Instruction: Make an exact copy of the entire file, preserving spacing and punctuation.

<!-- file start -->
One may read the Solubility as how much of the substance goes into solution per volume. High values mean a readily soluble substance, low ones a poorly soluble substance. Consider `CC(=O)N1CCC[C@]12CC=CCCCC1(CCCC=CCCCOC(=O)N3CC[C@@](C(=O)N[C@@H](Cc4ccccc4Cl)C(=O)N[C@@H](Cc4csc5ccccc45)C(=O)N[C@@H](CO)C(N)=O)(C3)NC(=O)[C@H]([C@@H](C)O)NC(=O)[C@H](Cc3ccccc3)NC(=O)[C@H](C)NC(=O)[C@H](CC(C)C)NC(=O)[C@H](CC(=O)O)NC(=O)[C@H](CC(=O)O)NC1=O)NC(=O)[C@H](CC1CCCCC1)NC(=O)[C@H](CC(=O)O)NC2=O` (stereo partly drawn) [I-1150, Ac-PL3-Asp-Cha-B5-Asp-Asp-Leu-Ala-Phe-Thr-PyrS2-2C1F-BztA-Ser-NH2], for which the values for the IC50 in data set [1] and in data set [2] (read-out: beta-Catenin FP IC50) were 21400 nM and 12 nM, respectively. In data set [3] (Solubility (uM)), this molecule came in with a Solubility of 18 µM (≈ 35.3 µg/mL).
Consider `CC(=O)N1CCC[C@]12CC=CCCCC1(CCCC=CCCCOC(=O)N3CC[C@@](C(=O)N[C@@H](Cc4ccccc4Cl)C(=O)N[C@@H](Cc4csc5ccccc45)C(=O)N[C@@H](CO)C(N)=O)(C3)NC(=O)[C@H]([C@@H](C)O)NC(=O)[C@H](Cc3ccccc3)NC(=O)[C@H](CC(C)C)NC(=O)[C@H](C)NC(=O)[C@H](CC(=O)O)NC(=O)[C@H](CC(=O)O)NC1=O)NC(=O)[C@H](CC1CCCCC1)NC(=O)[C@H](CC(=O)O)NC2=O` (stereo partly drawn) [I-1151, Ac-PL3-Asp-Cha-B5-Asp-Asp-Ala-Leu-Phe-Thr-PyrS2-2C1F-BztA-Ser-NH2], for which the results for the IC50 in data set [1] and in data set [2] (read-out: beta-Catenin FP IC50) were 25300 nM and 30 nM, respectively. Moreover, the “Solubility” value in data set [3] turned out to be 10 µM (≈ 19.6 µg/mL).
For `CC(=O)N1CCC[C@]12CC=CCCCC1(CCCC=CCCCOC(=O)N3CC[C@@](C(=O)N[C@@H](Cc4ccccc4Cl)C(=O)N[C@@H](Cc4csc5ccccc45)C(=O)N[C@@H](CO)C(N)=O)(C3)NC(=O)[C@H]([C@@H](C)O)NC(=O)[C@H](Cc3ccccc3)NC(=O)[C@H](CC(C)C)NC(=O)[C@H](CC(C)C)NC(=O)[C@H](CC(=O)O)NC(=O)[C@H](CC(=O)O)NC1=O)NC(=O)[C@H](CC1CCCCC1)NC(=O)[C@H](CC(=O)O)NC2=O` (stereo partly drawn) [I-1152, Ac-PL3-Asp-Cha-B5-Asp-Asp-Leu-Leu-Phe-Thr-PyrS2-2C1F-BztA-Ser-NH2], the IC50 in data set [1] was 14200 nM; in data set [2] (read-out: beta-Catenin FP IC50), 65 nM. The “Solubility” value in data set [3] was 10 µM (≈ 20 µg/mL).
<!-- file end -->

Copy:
One may read the Solubility as how much of the substance goes into solution per volume. High values mean a readily soluble substance, low ones a poorly soluble substance. Consider `CC(=O)N1CCC[C@]12CC=CCCCC1(CCCC=CCCCOC(=O)N3CC[C@@](C(=O)N[C@@H](Cc4ccccc4Cl)C(=O)N[C@@H](Cc4csc5ccccc45)C(=O)N[C@@H](CO)C(N)=O)(C3)NC(=O)[C@H]([C@@H](C)O)NC(=O)[C@H](Cc3ccccc3)NC(=O)[C@H](C)NC(=O)[C@H](CC(C)C)NC(=O)[C@H](CC(=O)O)NC(=O)[C@H](CC(=O)O)NC1=O)NC(=O)[C@H](CC1CCCCC1)NC(=O)[C@H](CC(=O)O)NC2=O` (stereo partly drawn) [I-1150, Ac-PL3-Asp-Cha-B5-Asp-Asp-Leu-Ala-Phe-Thr-PyrS2-2C1F-BztA-Ser-NH2], for which the values for the IC50 in data set [1] and in data set [2] (read-out: beta-Catenin FP IC50) were 21400 nM and 12 nM, respectively. In data set [3] (Solubility (uM)), this molecule came in with a Solubility of 18 µM (≈ 35.3 µg/mL).
Consider `CC(=O)N1CCC[C@]12CC=CCCCC1(CCCC=CCCCOC(=O)N3CC[C@@](C(=O)N[C@@H](Cc4ccccc4Cl)C(=O)N[C@@H](Cc4csc5ccccc45)C(=O)N[C@@H](CO)C(N)=O)(C3)NC(=O)[C@H]([C@@H](C)O)NC(=O)[C@H](Cc3ccccc3)NC(=O)[C@H](CC(C)C)NC(=O)[C@H](C)NC(=O)[C@H](CC(=O)O)NC(=O)[C@H](CC(=O)O)NC1=O)NC(=O)[C@H](CC1CCCCC1)NC(=O)[C@H](CC(=O)O)NC2=O` (stereo partly drawn) [I-1151, Ac-PL3-Asp-Cha-B5-Asp-Asp-Ala-Leu-Phe-Thr-PyrS2-2C1F-BztA-Ser-NH2], for which the results for the IC50 in data set [1] and in data set [2] (read-out: beta-Catenin FP IC50) were 25300 nM and 30 nM, respectively. Moreover, the “Solubility” value in data set [3] turned out to be 10 µM (≈ 19.6 µg/mL).
For `CC(=O)N1CCC[C@]12CC=CCCCC1(CCCC=CCCCOC(=O)N3CC[C@@](C(=O)N[C@@H](Cc4ccccc4Cl)C(=O)N[C@@H](Cc4csc5ccccc45)C(=O)N[C@@H](CO)C(N)=O)(C3)NC(=O)[C@H]([C@@H](C)O)NC(=O)[C@H](Cc3ccccc3)NC(=O)[C@H](CC(C)C)NC(=O)[C@H](CC(C)C)NC(=O)[C@H](CC(=O)O)NC(=O)[C@H](CC(=O)O)NC1=O)NC(=O)[C@H](CC1CCCCC1)NC(=O)[C@H](CC(=O)O)NC2=O` (stereo partly drawn) [I-1152, Ac-PL3-Asp-Cha-B5-Asp-Asp-Leu-Leu-Phe-Thr-PyrS2-2C1F-BztA-Ser-NH2], the IC50 in data set [1] was 14200 nM; in data set [2] (read-out: beta-Catenin FP IC50), 65 nM. The “Solubility” value in data set [3] was 10 µM (≈ 20 µg/mL).